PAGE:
I bought my first book on racing when eleven years old – and for no better reason than I was about to embark on a rail journey and wanted something to read to while away the time. What is more, if the bookstall at Exeter Central station had been able to offer me something on football, that is what I would have chosen. I knew nothing about racing, and mere mild curiosity about the subject persuaded me to part with a shilling (5p in today’s money) for the 1956 News Chronicle Racing Annual.

Tony Morris: an avid reader and collector of racing books since the age of 11

I had no idea what I was getting into, though by the time I reached my destination I did know I wanted to learn more about a sport that had previously pretty much passed me by. And, as I knew nobody who might teach me anything about this esoteric subject, that meant I would need to buy another book. I couldn’t foresee that a second book would not satisfy my curiosity, that there would need to be many more, and that I was about to acquire an expensive addiction as a compulsive buyer of racing books for the next sixty years.

I still have that original purchase, though front and back covers are long gone and it begins with page seven. And I note that the black and white caricature of jockey Edgar Britt on page 35 has been ‘decorated’. It seems that some young person felt the need to apply blue and red ink to his cap.

Finding the cash for additions to the collection was never easy. Once I had seen an advertisement for Racehorses of 1958 and a description of what it contained, I had to have a copy

Subsequent purchases were treated with more respect. Bob Lyle’s biography of Brown Jack, picked up cheaply at a second-hand bookshop in 1957, featured a dozen Lionel Edwards drawings providing ample scope for decoration, but they were not defaced. Similarly left pristine were the numerous illustrations in John Hislop’s From Start to Finish, an excellent manual for would-be jockeys, which was the only racing book ever given to me by my parents; that was a Christmas present in 1958.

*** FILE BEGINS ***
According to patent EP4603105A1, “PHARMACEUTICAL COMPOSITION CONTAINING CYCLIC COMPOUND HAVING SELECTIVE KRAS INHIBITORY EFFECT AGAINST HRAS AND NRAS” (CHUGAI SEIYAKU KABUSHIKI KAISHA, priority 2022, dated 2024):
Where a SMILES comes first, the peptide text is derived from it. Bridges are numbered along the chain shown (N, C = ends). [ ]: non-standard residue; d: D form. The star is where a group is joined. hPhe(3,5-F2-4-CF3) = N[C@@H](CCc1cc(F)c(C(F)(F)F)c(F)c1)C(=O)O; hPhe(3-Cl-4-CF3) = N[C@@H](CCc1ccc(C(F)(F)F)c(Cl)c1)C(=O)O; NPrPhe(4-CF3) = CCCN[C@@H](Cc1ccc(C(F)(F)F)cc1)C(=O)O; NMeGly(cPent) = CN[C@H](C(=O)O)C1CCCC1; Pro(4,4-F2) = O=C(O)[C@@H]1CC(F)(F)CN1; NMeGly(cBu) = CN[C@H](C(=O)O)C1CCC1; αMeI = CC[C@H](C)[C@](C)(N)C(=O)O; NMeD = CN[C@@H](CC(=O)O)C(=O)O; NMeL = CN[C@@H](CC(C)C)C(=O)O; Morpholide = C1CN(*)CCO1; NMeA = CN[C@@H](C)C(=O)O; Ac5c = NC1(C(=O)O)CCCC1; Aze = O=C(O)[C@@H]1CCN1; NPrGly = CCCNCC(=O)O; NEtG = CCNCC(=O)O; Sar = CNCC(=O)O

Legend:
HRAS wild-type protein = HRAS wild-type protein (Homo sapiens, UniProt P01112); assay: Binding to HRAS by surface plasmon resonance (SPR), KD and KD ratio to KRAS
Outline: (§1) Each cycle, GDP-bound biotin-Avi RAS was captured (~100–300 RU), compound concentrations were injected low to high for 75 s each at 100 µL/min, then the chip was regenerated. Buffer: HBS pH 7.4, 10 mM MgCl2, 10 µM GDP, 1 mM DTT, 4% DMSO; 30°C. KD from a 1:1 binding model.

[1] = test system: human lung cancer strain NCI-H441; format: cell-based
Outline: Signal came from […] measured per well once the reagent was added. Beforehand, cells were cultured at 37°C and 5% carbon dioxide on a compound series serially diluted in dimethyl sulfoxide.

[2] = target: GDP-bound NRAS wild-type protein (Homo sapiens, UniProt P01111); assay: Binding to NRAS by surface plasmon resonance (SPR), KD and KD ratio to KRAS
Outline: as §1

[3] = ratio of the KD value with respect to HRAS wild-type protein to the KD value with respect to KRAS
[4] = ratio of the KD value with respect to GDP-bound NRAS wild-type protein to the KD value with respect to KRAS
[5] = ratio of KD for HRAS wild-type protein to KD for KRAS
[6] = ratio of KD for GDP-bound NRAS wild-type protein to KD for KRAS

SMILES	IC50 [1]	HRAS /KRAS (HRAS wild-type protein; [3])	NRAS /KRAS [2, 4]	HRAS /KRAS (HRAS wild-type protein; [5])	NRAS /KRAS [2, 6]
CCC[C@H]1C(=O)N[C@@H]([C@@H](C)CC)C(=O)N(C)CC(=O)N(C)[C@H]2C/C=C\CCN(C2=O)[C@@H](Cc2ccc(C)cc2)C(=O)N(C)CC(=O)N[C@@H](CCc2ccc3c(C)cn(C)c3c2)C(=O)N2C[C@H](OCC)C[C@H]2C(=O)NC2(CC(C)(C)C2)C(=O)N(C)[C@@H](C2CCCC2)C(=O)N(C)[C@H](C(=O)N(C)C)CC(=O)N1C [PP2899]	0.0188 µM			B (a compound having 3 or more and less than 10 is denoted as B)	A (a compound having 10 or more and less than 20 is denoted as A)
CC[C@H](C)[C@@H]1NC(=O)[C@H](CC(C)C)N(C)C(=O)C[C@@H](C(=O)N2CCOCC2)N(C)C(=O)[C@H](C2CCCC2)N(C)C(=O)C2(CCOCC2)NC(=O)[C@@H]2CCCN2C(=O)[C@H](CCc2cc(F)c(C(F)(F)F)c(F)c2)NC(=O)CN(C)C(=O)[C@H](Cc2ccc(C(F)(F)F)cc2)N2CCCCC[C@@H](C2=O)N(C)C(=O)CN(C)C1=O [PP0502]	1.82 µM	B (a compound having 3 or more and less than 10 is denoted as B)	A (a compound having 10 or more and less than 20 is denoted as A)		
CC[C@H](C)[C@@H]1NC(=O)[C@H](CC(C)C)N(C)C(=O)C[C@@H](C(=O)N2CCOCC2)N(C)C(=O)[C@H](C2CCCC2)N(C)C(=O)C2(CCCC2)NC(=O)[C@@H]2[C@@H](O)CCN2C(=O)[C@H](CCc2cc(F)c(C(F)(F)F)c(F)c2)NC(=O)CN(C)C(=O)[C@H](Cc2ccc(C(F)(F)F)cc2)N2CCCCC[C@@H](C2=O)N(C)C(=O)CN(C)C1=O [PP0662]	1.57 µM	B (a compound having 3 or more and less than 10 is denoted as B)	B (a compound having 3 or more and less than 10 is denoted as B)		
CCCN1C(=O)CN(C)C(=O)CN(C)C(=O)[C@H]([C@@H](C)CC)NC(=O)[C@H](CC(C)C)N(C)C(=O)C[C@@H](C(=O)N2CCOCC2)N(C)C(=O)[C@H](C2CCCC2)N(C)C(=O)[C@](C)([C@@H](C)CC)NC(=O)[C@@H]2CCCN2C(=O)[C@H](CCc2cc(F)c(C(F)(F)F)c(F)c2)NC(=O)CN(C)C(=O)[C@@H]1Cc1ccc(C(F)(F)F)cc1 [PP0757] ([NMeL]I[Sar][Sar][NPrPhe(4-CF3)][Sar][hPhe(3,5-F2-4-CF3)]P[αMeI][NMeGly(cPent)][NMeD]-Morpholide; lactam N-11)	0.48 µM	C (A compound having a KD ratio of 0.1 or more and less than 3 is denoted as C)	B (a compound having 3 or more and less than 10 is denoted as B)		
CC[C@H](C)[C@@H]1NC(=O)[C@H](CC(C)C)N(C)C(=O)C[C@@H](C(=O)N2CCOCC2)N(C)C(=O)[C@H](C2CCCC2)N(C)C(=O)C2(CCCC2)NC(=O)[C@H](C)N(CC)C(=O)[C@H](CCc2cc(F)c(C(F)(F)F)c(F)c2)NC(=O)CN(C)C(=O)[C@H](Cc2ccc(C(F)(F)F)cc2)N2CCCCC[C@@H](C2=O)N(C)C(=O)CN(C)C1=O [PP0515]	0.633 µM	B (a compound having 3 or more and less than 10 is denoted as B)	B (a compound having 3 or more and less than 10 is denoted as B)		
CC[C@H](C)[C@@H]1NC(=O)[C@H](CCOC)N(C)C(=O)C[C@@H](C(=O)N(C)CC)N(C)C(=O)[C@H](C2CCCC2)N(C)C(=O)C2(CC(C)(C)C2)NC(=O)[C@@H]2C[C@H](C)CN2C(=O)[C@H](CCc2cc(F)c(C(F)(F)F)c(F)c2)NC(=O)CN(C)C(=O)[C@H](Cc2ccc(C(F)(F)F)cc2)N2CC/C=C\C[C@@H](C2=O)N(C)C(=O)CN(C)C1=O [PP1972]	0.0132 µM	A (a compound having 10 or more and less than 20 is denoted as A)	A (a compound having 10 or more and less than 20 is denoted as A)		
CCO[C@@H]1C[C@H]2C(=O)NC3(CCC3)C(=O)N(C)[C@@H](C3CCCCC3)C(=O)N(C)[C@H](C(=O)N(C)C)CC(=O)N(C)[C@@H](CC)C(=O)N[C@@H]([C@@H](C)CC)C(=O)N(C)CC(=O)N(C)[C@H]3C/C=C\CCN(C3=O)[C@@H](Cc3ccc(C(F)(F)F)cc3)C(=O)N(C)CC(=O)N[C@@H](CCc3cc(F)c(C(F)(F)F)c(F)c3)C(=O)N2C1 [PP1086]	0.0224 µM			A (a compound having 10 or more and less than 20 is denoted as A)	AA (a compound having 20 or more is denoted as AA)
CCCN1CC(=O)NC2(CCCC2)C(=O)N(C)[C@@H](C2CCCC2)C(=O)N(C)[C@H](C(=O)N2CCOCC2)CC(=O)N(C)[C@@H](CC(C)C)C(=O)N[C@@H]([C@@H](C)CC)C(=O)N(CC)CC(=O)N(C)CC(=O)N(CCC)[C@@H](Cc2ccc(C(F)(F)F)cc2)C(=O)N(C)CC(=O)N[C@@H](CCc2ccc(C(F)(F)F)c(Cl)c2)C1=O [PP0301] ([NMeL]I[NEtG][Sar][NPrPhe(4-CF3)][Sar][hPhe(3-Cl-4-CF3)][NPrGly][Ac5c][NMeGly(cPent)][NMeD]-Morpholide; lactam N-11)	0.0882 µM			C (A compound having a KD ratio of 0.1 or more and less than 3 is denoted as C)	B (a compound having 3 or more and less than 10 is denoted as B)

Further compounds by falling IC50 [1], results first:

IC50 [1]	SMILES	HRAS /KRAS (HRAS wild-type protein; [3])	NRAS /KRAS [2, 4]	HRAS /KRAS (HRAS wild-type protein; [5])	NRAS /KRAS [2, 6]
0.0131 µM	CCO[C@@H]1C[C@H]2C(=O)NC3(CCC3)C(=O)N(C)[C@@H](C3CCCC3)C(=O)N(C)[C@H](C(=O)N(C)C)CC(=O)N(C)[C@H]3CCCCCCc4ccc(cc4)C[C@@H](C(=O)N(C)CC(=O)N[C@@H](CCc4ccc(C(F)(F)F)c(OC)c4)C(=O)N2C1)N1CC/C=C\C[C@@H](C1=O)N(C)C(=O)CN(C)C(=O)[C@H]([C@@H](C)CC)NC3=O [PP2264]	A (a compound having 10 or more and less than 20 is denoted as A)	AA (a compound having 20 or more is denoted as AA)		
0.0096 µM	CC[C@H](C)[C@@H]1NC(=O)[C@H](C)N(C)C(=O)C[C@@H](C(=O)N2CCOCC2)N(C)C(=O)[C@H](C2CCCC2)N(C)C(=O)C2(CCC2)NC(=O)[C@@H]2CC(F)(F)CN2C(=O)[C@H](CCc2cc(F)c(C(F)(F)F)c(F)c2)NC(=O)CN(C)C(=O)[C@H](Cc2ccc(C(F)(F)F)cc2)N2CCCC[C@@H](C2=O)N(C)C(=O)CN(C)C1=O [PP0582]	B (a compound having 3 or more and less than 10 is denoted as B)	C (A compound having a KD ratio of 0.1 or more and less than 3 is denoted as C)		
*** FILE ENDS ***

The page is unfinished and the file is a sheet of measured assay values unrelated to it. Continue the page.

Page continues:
Finding the cash for additions to the collection was never easy, a fact best illustrated by my first ‘big money’ purchase early in 1959. Once I had seen an advertisement for Racehorses of 1958 and a description of what it contained, I had to have a copy – and soon. But at £2 pocket money and paper round combined came nowhere near. I borrowed fourteen shillings (70p) from a schoolmate, who had a long wait for reimbursement while I lapped up the education that the book provided.

I was still at school when I learned about the Horseman’s Bookshop, situated just off Buckingham Palace Road, and obtained catalogues from its proprietor, Joe Allen. Years later I would come to know him well and be a regular visitor at the shop, but as an impoverished teenager I purchased from him by mail order. Discernment never came into it; I just bought items priced in shillings rather than pounds, trusting that I would learn something from whatever I could afford.

As it turned out, I was still in my teens when I fluked an entry into Fleet Street as a racing journalist. My take-home pay was under £10 a week, and from that I had to find £2 for my digs and another £2 for my rail fares. That meant I was rich; there was more scope for buying books, and feeding off them had a higher priority than eating.

Of course, I was well aware by then that I had become an addict, but there was no escaping from it. My trust in book-learning was paying off, and I had to keep acquiring more. Marriage and a mortgage didn’t seem to make much difference; I had to have more books. And I had to have books relating to every aspect of the sport, with breeding and history representing key angles that I felt bound to pursue.